16. Nationals: Still a year away, methinks, but they’re not that far behind Atlanta and Florida. Injuries to those two teams could push Washington toward second place.

17. Indians: They’re gonna do what they always do: surprise for a nice long stretch, disappoint for a nice long stretch and finish fairly far back of the Tigers. Then next winter we’ll all talk about how they’re underrated again.

18. Rockies: Jamie Moyer is a great story, but it is telling that a 49 year-old soft-tosser made this rotation.

19. Royals: So many people’s sexy, breakout pick. Still a year — and a couple of starters – away in my view. Especially in light of the Soria and Perez injuries.

20. Pirates:  A.J. Burnett, Erik Bedard and James McDonald could — if they all hit the top end of their potential — make this team a potentially dangerous one. Still, the most realistic goal here is breaking the streak of sub-.500 finishes, not going to the playoffs.

21. Dodgers: Kershaw and Kemp, then a whole lot of nothing, all mitigated by optimism about the new owners.

22. Twins: If Mauer and Morneau are both really back this will look like a really low ranking in hindsight. But they gotta show me first.

23. Athletics: It’s probably going to be more fun to watch the farm system this year — which is stocked — than the big club.

24. Padres: Same here, really. They got a lot of talent back in the Mat Latos deal.

25. Cubs: The future is pretty darn far from now. How long will Theo and Jed’s honeymoon last?

26. White Sox: On the early stages of a rebuild. There will not be any sneaky contention here.

27. Mets: The legal cloud over the team has lifted. Johan Santana appears to be healthy again. Beyond that, I’m kind of at a loss as to where to find optimism here.

28. Mariners: They’ll score more runs this year. But that’s not saying much. They should still have one of the worst offenses in baseball, even with some dramatic offensive improvement.

29. Orioles: Stop me if you’ve heard this one before: how they do will depend on young pitching taking a step forward.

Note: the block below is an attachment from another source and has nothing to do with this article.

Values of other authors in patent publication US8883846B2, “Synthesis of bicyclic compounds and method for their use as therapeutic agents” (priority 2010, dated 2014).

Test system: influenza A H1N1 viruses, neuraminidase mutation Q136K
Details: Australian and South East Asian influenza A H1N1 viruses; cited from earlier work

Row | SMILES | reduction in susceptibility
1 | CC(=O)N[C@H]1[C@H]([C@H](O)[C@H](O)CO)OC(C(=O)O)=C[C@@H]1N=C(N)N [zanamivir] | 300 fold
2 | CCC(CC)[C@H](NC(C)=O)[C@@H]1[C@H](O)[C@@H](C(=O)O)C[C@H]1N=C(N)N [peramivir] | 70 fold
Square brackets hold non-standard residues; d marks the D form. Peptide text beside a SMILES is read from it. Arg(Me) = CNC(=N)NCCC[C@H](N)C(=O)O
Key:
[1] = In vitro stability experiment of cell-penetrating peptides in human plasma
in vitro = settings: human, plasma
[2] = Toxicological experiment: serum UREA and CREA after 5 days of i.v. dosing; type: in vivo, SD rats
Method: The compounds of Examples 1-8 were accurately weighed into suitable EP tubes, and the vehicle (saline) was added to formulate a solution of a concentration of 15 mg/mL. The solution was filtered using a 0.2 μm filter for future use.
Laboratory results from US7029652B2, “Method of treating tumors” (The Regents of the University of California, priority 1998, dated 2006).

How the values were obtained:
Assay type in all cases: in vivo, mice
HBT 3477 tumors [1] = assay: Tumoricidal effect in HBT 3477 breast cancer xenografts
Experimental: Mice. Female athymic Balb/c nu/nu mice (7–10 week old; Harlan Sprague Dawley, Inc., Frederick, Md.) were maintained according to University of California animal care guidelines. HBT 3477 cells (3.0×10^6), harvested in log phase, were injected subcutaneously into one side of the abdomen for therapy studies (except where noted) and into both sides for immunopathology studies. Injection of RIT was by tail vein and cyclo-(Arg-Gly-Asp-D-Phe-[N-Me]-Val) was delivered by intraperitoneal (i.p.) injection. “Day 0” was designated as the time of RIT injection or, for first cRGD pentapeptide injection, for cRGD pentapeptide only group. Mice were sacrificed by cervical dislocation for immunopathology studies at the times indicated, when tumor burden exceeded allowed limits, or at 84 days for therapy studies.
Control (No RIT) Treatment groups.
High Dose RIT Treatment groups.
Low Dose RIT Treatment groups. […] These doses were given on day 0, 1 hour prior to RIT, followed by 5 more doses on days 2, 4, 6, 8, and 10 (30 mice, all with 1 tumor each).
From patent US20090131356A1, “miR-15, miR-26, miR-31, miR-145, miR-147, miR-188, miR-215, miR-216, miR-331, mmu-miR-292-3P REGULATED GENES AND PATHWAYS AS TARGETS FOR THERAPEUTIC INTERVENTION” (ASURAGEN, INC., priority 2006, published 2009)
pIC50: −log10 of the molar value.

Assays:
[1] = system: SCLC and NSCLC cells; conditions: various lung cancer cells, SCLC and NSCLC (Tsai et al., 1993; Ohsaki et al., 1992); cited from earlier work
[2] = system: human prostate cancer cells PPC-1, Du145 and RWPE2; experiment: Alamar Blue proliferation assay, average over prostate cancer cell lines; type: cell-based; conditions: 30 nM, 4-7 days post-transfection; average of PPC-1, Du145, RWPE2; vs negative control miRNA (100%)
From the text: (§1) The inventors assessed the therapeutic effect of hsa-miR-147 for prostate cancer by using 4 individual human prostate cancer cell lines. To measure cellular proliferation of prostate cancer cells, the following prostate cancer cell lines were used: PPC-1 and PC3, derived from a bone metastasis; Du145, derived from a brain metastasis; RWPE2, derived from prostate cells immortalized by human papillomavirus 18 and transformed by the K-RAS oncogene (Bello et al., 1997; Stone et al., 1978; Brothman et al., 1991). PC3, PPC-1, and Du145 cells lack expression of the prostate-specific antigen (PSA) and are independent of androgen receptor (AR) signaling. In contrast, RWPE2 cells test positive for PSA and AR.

30.  Astros: I think they’re gonna settle in this position for the long haul.

Jose Fernandez was remarkable on and off the field

JUPITER, FL - FEBRUARY 24: Pitcher Jose Fernandez of the Miami Marlins poses for photos on media day at Roger Dean Stadium on February 24, 2016 in Jupiter, Florida. (Photo by Marc Serota/Getty Images)
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Jose Fernandez’s love for baseball was born in Santa Clara, Cuba. It was there, alongside childhood friend and St. Louis Cardinal Aledmys Diaz, that he devoted hours to makeshift games of baseball. Often alone, often without a teammate, a playing field, or even a baseball, Fernandez would spend hours lobbing baseball-sized rocks in the air, hitting them with sticks, and circling imaginary bases.

The dream was to play in the Cuban National Series, a 16-team league that formed when the original Cuban League disbanded in 1961. When Fernandez became a teenager, however, his stepfather, Ramon Jimenez, defected to the United States. It took Jimenez 13 attempts before he made a successful escape, and soon he sent for his wife and children. Whatever baseball aspirations Fernandez had took a backseat to his own treacherous journey from Cuba to Florida.